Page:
Developing a training module for psychiatrists dealing with requests for physician assisted suicide of psychiatric patients in the Netherlands
Hulp bij zelfdoding is in de psychiatrische praktijk een zeldzame gebeurtenis. In de psychiatrie wordt de wens om dood te gaan (terecht) allereerst gezien als symptoom van de aandoening, stoornis of levensfaseproblematiek. De doodswens van een psychiatrische patiënt wordt dan ook vooral begrepen in termen van suïcidaliteit en niet als reëel verzoek om hulp bij zelfdoding. De laatste jaren is er toenemende maatschappelijke en professionele aandacht voor psychiatrische patiënten met een verzoek om hulp bij zelfdoding. Daarbij wordt onderkend dat de bestaande terughoudendheid ten aanzien van hulp bij zelfdoding onvoldoende recht doet aan wilsbekwame psychiatrische patiënten die uitzichtloos en ondraaglijk lijden en een consistente doodswens hebben. Het doel van het onderzoek is om, d.m.v. verkregen inzicht in de ethische overwegingen van de verschillende betrokkenen, handvatten te verlenen aan psychiaters voor het omgaan met verzoeken tot hulp bij zelfdoding in de psychiatrische praktijk.
Auteur: E. Ettema, C. Gijsbers van Wijk, S. Hulst, G. Widdershoven
Magazine: Tijdschrift voor Psychiatrie
Auteur: Eric Ettema en Andrea Ruissen
Magazine: Tijdschrift voor Gezondheidszorg en Ethiek
Samenvatting van de aanvraag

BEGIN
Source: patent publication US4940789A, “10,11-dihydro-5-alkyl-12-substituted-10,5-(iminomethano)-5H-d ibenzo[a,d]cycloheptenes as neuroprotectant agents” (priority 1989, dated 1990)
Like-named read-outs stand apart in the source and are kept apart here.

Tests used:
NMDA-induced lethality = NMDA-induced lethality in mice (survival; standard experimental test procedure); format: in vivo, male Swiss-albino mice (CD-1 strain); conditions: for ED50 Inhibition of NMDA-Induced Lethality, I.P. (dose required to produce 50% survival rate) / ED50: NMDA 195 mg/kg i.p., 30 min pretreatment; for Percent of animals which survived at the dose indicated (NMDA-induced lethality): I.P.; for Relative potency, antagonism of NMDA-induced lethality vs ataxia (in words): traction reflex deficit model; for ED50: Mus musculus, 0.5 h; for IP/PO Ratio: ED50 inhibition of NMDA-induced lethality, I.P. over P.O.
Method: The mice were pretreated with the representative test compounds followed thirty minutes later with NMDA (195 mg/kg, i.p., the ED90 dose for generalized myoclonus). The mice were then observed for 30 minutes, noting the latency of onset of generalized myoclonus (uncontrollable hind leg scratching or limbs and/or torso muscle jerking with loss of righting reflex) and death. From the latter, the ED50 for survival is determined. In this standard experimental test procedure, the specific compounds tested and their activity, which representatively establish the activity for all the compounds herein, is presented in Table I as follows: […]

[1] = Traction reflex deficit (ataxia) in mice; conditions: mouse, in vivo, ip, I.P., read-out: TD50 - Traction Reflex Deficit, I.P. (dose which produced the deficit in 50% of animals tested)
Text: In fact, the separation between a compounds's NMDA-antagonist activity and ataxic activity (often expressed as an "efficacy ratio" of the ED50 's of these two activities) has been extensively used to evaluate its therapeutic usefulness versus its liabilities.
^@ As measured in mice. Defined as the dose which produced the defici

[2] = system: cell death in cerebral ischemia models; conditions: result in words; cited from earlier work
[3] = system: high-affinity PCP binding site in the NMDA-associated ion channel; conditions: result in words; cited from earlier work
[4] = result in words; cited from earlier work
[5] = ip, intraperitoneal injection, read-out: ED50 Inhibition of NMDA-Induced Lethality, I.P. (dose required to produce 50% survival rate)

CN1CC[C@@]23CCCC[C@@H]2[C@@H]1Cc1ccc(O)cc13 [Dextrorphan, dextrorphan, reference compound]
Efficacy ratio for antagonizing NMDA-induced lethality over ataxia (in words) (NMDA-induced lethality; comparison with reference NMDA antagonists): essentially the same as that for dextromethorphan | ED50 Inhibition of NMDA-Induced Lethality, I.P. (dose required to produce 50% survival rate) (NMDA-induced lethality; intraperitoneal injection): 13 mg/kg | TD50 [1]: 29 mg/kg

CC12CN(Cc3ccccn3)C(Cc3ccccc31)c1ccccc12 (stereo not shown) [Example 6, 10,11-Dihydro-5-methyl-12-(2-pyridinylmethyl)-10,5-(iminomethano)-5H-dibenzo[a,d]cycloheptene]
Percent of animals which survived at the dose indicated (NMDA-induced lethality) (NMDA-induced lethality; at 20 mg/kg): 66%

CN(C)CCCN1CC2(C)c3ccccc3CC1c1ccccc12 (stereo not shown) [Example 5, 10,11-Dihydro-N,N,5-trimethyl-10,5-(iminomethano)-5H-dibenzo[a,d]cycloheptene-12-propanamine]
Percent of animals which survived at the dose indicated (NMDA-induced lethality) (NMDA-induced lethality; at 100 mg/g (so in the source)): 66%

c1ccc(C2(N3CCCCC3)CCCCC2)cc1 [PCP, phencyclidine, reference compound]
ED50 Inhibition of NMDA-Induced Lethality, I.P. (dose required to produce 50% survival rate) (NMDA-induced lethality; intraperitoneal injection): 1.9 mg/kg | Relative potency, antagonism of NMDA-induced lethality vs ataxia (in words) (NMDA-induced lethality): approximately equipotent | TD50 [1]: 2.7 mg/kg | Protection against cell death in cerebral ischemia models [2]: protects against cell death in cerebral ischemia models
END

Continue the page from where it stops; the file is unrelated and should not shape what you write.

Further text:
The Termination of Life on Request and Assisted Suicide Act (WTL) provides procedures for the termination of life on request and assisted suicide. In order not to be prosecuted, physicians have to act in accordance with the statutory due care criteria. The physician must: a) be satisfied that the patient’s request is voluntary and well-considered; b) be satisfied that the patient’s suffering is unbearable, with no prospect of improvement; c) have informed the patient about his situation and his prospects; d) have come to the conclusion together with the patient that there is no reasonable alternative in the patient’s situation; e) consult at least one other, independent physician, who must see the patient and give a written opinion on whether the due care criteria set out in (a) to (d) have been fulfilled; f) have terminated the patient’s life or provided assistance with suicide with due medical care and attention. Although the WTL does not distinguish between somatic and mental suffering, Physician Assisted Suicide (PAS) rarely occurs in psychiatric healthcare.* In psychiatry, a patient’s wish to hasten death is often caused by the patient’s mental disease. In that case, the patient is considered not to have the mental capacity to determine his own wishes freely and not to have a full understanding of his disease. Therefore, a request for PAS of a psychiatric patient is and must be primarily understood as a request for helping to live. This does not take away, however, that psychiatric patients may suffer unbearably with no prospect of improvement and have a genuine wish to die. In these cases, there may be a situation in which PAS is a legally and morally justifiable option. In recent years, the issue of PAS in psychiatry has received increasing attention, indicating a concern that the restrictive attitude of professionals regarding PAS in psychiatry takes insufficiently account of psychiatric patients who suffer unbearably and have no prospect of improvement. Psychiatric patients may therefore end up in degrading situations which not seldom result in suicide. Because of this situation, many psychiatrists feel insecure about how to deal with a wish to die of a chronic psychiatric patient. They struggle with the ethical complexity of the felt duty: 1) to do justice to both the patient’s psychiatric condition and the patient as a person; 2) to relieve the patient’s suffering, whether this is by treatment or PAS; and 3) to do justice to the duty to help a person and to protect life, especially of an extremely vulnerable person. Psychiatrists may base their way of dealing with a request for PAS of a psychiatric patient on other values as well, as there are the fear that to discuss the patient’s wish to die may lead to false hope or to feelings of being stuck of the psychiatrist. The aim of this research is to develop a training module for psychiatrists for dealing with conflicting values around PAS-request of psychiatric patients in the Netherlands. In order to do so, the research investigates what a request for PAS means for the psychiatrist and other stakeholders and in what respect cases in which the psychiatrist grants the request for PAS differ from cases in which the psychiatrist does not grant the request. The basic values and norms of the stakeholders involved in the cases are explored and didactically elaborated into a training module to support psychiatrists who are confronted with psychiatric patients who express a wish to die. The training module consists of a reader and a work book, which contains assignments with regard to ethical knowledge transfer, personal reflection case analysis and moral deliberation. By doing so, this research supports and improves the care for psychiatric patients, especially for those who suffer unbearable with no prospect of improvement and have a request for physician assisted suicide. The research follows an empirical ethical approach in which the moral considerations of psychiatrists and other stakeholders involved in dealing with requests for PAS are explored. We conduct the exploration by means of dialogical research. Psychiatrists with experience in dealing with requests for PAS will be interviewed. The interviews are analysed with the help of Interpretive Phenomenological Analysis and Comparative Analysis. The findings will be presented to nurses, social workers and family members and related to their experiences and views in homogeneous focus groups and heterogeneous dialogue groups. The results are used as input for a training module to support psychiatrists who have to deal with the weighing of conflicting values that are inherent to dealing with a request for PAS of a psychiatric patient. The training module will be evaluated with stakeholders including patients. * In relation to psychiatry, the Dutch (juridical) literature speaks of PAS. This does not mean that euthanasia is excluded (Delbeke, 2012: 368). We follow her the use of PAS.